Call us right away at 206-368-6080 if your child

  • is having a severe problem breathing (call 911 if they are unresponsive or look bluish )
  • is under 2 months old and has a fever over 100.4° F rectal

Call us during office hours if your child

  • has a relapse of fever after they were fever free for more than 24 hours
  • has a fever that is getting steadily higher or lasts more than 5 days
  • has ear pain or wakes with sudden screaming during the night (treat the pain with tylenol or ibuprofen until we see the child)
  • has a wheezy cough (see more on cough)

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Constipation in infants and children refers to hard, painful bowel movements. Stools that are soft are normal. In infants between the ages of 1 month and the time they start solid food, bowel movements as infrequently as every 3-5 days are normal as long as they are soft and the baby is eating well, seems healthy, and is having lots of wet diapers.  In toddlers and older children, constipation can usually be relieved by increased amounts of liquids in the diet, especially apple juice and prune juice, and by increased amounts of fruits and vegetables.

Call us now at 206-368-6080 if your child

  • has severe pain that is constant and persists for more than 2 hours

Call us during office hours if your child

  • does  not improve with a change of diet
  • is an infant under 4 months who has hard stools

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Cough: A cough with a respiratory virus will often last 2-4 weeks.  The cough is a reflex that helps protect the lungs and keep them clear.  Coughs may sound dry or wet.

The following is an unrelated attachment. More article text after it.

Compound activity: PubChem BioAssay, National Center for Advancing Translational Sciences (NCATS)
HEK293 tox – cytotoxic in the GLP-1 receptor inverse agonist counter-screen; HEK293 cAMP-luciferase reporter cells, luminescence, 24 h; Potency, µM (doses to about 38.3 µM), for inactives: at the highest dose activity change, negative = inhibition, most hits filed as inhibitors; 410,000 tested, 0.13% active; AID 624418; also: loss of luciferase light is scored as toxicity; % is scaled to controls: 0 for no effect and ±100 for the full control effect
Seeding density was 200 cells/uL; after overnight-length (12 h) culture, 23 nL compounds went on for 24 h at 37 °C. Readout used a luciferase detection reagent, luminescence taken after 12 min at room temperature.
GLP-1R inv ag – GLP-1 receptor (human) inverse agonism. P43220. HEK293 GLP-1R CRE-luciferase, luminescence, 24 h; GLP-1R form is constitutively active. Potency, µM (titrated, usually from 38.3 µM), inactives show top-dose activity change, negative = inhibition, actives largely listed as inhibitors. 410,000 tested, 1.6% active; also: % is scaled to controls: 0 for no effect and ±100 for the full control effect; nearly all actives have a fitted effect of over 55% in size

Although medicines to control the cough reflex don’t really work and can have harmful side effects, there are ways to help soothe the airway and throat to help your child be more comfortable.

  • try a cool mist humidifier in the bedroom
  • try letting your child breathe in steam from a steamy bathroom before bed
  • try letting your child over age 4 suck on sugar free cough drops.
  • try giving your child over age 1 one teaspoon of honey. You may mix it with one teaspoon of warm water.

Call us right away at 206-368-6080 if your child

  • is having to work with their muscles to breathe
  • is acting very sick
  • is making a grunting sound when they breathe
  • is breathing very rapidly

Call us during office hours if your child

  • is wheezing but otherwise comfortable and not acting very sick
  • is coughing for longer than 4 weeks
  • is coughing frequently at night or with exercise (several times a week for more than 4 weeks)

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Croup is a viral respiratory infection that in young children can cause a barking, hoarse cough. Sometimes, especially during the night, the child will have a harsh sound when breathing in called stridor which is associated with difficulty breathing.  This is caused by swelling of the tissue that lines the wind pipe at the level of the vocal cords. Stridor and  difficulty breathing can often be relieved quickly by wrapping the child in a blanket and taking the child outside to breathe in cool air.